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Entries in Genres (2)

Friday
Apr222011

Spring Break. Because "MTV's Vernal Equinox" sounds funny

It’s Spring Break and I feel like an embedded journalist in a free-fire zone. In fact I think I just heard someone yell, “Safeties off! Let’s light ‘em up!!”

That’s what it’s like in a house full of teenagers. I’m the Warden of the North and the White Walkers have breached the wall, people—run for your very lives!

In all honesty, they’re wonderful young adults and they bring me such joy, but a worrisome (and prescient) part of my brain is looking toward the coming months and wondering if the shed in my backyard might not become my summer office.

I heard that Piers Anthony likes to write at a desk set amid a pasture behind his house. He must have kids.

Speaking of writing, I’m trying to figure out the next project.

 

I’m torn between:

 

A historical/multi-cultural/romantic tragedy set in Hollywood in the 30s. I pitched this one to my agent and she likes it. This is the one I’ve been researching for a while.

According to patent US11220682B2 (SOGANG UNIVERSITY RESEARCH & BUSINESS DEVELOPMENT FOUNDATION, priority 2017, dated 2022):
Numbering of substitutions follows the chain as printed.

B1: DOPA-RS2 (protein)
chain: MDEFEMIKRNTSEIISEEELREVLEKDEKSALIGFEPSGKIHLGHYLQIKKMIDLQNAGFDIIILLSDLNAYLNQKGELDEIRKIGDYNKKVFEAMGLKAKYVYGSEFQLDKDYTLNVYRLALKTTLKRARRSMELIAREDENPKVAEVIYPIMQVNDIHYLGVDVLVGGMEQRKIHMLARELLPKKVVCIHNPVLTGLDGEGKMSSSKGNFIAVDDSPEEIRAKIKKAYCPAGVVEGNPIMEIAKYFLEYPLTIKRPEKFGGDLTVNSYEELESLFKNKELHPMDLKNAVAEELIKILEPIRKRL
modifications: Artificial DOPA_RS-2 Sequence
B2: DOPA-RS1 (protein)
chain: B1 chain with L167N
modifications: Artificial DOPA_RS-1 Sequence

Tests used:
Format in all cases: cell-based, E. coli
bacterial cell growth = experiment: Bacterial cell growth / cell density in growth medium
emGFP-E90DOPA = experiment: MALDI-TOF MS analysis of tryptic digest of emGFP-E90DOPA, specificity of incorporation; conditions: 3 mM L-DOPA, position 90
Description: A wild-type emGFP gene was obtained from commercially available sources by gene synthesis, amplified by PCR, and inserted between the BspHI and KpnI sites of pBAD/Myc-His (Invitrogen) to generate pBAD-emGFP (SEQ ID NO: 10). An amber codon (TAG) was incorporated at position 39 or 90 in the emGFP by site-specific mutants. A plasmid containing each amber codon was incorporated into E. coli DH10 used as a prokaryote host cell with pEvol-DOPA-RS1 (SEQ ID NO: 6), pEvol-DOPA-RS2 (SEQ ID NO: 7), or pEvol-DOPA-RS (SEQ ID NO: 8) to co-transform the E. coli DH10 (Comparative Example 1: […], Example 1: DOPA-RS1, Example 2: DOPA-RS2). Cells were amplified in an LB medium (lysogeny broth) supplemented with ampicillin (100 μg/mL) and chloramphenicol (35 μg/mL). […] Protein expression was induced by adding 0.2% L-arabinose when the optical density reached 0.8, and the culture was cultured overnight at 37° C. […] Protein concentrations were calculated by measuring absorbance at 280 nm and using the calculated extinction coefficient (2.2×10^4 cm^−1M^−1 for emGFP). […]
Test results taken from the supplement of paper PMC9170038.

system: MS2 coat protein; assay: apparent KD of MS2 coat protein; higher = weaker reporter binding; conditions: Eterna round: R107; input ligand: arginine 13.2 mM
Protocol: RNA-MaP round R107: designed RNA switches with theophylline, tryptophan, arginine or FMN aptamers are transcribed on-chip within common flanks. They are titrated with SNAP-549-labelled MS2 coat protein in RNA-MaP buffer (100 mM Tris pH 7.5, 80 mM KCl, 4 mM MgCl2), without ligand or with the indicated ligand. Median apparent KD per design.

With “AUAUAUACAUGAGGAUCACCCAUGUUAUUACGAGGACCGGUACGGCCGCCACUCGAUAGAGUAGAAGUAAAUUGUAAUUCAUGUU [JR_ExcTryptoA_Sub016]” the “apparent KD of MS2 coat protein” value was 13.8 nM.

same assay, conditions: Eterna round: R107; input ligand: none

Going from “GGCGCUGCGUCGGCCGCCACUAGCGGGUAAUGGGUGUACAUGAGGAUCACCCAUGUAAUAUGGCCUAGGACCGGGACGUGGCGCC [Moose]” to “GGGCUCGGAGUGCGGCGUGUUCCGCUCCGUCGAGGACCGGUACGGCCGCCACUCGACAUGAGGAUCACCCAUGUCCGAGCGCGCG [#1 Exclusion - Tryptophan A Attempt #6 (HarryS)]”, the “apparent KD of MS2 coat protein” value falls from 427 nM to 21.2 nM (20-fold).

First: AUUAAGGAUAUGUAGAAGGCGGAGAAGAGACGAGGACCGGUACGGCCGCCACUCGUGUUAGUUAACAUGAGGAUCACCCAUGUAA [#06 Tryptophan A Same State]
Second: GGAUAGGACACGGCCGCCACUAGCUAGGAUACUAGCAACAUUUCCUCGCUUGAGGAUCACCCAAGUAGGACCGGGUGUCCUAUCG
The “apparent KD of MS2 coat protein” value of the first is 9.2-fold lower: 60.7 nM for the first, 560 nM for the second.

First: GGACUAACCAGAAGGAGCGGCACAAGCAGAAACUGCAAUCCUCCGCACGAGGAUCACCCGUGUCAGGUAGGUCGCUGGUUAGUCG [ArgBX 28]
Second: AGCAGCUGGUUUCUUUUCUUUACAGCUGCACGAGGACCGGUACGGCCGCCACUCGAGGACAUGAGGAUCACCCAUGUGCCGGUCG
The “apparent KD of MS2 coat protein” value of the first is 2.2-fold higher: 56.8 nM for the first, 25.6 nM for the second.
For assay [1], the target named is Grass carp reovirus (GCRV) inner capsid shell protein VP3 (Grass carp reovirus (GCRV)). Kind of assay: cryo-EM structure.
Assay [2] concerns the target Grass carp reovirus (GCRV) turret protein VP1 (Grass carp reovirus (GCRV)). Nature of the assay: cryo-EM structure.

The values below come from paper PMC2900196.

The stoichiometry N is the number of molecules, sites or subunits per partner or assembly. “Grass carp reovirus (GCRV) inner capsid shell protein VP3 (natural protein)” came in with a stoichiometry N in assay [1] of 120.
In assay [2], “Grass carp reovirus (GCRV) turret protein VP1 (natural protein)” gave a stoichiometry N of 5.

A young adult book (possible series) that’s been on the backburner. I wrote 150 pages two summers ago, in-between HOTEL and WHISPERS. I’d be starting with page 1 again, but that’s okay.

 

A fantasy novel set in a reimagined Chinatown. I’ve spent weeks world-building this one. It’s haunting me…

 

If only I had the minions of James Patterson to write the bloody things for me.

Monday
Mar132006

The literary country club

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2006 Sewanee Writers' Conference attendees are welcomed to the club.
Conference season is upon us. I see folks blogging about the Backspace Writers’ Conference, Sleuthfest, Bouchercon et al, and I was wondering—what about those other writers’ conferences? The ones where you apply to attend, submitting manuscripts and paying reading fees. Like rushing a frat or sorority, minus the togas and keg-stands.

The ones that come to mind are the Sewanee Writers' Conference, the Bread Loaf Writers' Conference and the Squaw Valley Writers' Conference with Amy Tan. Heck, even Orson Scott Card’s Literary Boot Camp requires approval of work before you get beyond the velvet rope. (The first page of a short story).

The question is, have you applied to one of the aforementioned? Would you? If not, why? The cost is an obvious barrier I’m sure— ranging from $725-$1500. Not including travel expenses, meals, bottles of Courvoisier, ascot dry-cleaning, Botox injections, hookers, bail bonds, etc.

I’ve taken come-as-you-are screenwriting classes and it’s always been a mixed bag. Enthusiasm and wide-eyed wonder abound, but the peeps tend to be a stewpot of twitchy upstarts, bored dreamers, bitter hacks, and the venerated, talented few, of which I aspire to become. So is the bar truly that much higher at Squaw Valley? I hope so. Or is it like that Woody Allen quote? You know the one.